It was six o'clock the next morning that we cast off our fastenings and pulled into the stream. The day was lovely, the sun had risen above the trees, which feathered their boughs down on the sloping lawns in front of the many beautiful retreats of the nobility and gentry which border the river; and the lamp of day poured a flood of light upon the smooth and rapidly ebbing river. The heavy dew which had fallen during the night studded the sides of the barge, and glittered like necklaces of diamonds; the mist and the fog had ascended, except here and there, where it partially concealed the landscape; boats laden with the produce of the market-gardens in the vicinity were hastening down with the tide to supply the metropolis; the watermen were in their wherries, cleaning and mopping them out, ready for their fares; the smoke of the chimneys ascended in a straight line to heaven; and the distant chirping of the birds in the trees added to the hilarity and lightness of heart with which I now commenced my career as an apprentice.

I was forward, looking down the river, when Marables called me to take the helm, while they went to breakfast. He commenced giving me instructions; but I cut them short by proving to him that I knew the river as well as he did. Pleased at the information, he joined Fleming, who was preparing the breakfast in the cabin, and I was left on the deck by myself. There, as we glided by every object which for years I had not seen, but which was immediately recognised and welcomed as an old friend, with what rapidity did former scenes connected with them flash into my memory! There was the inn at the water-side, where my father used to replenish the stone bottle; it was just where the barge now was that I had hooked and pulled up the largest chub I had ever caught. Now I arrived at the spot where we had ran foul of another craft; and my father, with his pipe in his mouth and his "Take it coolly," which so exasperated the other parties, stood as alive before me. Here—yes, it was here—exactly here—where we anchored on that fatal night when I was left an orphan—it was here that my father disappeared; and as I looked down at the water, I almost thought I could perceive it again close over him, as it eddied by: and it was here that the black smoke—The whole scene came fresh to my memory, my eyes filled with tears, and, for a little while, I could not see to steer. But I soon recovered myself; the freshness of the air, the bright sky overhead, the busy scene before me, and the necessity of attending to my duty, chased away my painful remembrances; and when I had passed the spot I was again cheerful and content.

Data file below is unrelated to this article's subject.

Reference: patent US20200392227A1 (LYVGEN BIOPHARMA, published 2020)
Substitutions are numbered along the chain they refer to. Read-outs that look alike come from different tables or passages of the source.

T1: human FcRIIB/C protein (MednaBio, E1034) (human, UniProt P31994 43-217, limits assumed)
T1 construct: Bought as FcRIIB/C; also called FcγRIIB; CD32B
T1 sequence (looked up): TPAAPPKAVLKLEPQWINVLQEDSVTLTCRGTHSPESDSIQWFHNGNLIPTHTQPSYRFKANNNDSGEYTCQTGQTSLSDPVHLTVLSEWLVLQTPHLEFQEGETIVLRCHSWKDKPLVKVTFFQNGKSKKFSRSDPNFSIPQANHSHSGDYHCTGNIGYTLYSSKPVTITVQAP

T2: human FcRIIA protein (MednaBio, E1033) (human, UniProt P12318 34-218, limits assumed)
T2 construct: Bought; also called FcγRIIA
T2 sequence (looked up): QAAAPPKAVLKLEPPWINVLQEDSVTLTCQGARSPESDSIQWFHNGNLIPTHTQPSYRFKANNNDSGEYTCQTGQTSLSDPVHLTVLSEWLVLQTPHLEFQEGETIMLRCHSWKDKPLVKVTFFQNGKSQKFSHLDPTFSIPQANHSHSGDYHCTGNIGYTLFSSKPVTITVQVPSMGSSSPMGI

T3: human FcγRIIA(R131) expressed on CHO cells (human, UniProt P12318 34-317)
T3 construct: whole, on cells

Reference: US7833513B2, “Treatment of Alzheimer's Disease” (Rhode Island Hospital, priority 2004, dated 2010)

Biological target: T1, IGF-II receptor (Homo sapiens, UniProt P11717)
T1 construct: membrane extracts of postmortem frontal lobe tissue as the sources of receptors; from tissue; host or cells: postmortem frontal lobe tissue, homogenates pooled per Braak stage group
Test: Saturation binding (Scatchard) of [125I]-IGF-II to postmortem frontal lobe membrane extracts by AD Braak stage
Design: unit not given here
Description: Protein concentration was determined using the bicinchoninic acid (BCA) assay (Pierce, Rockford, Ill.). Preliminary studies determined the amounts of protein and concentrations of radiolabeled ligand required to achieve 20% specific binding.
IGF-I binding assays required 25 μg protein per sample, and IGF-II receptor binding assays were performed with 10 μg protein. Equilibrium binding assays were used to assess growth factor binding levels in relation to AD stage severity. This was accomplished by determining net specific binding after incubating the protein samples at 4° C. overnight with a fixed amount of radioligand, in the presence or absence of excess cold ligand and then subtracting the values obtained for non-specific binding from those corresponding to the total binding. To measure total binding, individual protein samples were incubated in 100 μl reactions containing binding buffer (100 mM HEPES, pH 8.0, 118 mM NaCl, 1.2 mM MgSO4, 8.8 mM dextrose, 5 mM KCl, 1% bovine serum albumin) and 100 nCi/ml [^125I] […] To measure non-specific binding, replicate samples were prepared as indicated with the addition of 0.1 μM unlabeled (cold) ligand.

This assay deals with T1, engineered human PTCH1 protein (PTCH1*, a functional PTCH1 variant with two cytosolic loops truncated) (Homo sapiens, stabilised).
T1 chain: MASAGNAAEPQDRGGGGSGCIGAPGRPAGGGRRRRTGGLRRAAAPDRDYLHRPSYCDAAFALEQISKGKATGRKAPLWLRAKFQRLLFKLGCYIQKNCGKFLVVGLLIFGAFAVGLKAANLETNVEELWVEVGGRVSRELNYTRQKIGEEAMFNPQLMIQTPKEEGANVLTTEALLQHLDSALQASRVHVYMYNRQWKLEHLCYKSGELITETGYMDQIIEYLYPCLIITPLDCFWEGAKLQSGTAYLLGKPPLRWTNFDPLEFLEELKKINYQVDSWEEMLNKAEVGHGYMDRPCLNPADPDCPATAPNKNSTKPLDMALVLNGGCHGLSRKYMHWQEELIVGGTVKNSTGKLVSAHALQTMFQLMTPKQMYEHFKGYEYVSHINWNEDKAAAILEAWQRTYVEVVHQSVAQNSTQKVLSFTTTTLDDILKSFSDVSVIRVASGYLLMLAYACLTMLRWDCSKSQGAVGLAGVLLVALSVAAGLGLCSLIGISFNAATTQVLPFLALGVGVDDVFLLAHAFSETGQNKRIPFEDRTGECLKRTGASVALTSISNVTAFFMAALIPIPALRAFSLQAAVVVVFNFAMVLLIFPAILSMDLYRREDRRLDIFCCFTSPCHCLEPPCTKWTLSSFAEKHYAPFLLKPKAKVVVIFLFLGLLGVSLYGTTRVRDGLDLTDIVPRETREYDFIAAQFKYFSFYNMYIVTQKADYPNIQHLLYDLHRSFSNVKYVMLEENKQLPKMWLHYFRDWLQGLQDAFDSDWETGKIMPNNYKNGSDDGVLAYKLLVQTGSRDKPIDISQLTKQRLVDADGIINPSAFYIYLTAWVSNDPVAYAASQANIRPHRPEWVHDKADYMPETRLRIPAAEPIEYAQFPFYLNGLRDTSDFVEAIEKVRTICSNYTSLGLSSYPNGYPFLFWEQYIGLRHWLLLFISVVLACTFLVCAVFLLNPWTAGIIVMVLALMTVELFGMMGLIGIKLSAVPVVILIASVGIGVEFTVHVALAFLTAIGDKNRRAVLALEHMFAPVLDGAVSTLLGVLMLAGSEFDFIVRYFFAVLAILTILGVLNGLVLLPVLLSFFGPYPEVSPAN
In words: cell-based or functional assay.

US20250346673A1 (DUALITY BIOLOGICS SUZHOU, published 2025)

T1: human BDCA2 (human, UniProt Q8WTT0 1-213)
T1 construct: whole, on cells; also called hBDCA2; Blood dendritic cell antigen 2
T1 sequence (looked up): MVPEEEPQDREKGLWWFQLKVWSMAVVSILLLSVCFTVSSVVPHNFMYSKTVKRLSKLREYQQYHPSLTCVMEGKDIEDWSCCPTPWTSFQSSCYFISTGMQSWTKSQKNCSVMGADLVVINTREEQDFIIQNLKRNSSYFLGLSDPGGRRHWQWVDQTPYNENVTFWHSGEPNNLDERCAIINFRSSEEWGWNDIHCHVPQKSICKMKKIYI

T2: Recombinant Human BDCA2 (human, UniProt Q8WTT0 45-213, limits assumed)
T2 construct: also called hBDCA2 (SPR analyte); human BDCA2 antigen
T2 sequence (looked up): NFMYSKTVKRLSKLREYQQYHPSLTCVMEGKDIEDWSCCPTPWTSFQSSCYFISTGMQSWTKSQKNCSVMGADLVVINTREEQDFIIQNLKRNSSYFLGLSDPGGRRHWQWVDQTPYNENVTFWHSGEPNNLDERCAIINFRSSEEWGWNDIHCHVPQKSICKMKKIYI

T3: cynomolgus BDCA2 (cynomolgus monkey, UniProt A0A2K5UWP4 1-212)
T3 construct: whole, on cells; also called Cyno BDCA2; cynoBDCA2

In half-an-hour I had shot Putney Bridge, and was sweeping clear of the shallows on the reach below, when Marables and Fleming came up. "How!" exclaimed Marables; "have we passed the bridge? Why did you not call us?"

"I have shot it without help many and many a time," replied I, "when I was but ten years old. Why should I call you from your breakfast? But the tides are high now, and the stream rapid; you had better get a sweep out on the bow, or we may tail on the bank."

"Well!" replied Fleming, with astonishment; "I had no idea that he would have been any help to us; but so much the better." He then spoke in a low tone to Marables.

Marables shook his head. "Don't try it Fleming, it will never do."

"So you said once about yourself," replied Fleming, laughing.

"I did—I did!" replied Marables, clenching both his hands, which at the time were crossed on his breast, with a look of painful emotion; "but I say again, don't try it; nay, I say more, you shall not."

"Shall not?" replied Fleming, haughtily.

"Yes," replied Marables, coolly; "I say shall not, and I'll stand by my words. Now, Jacob, give me the helm, and get your breakfast."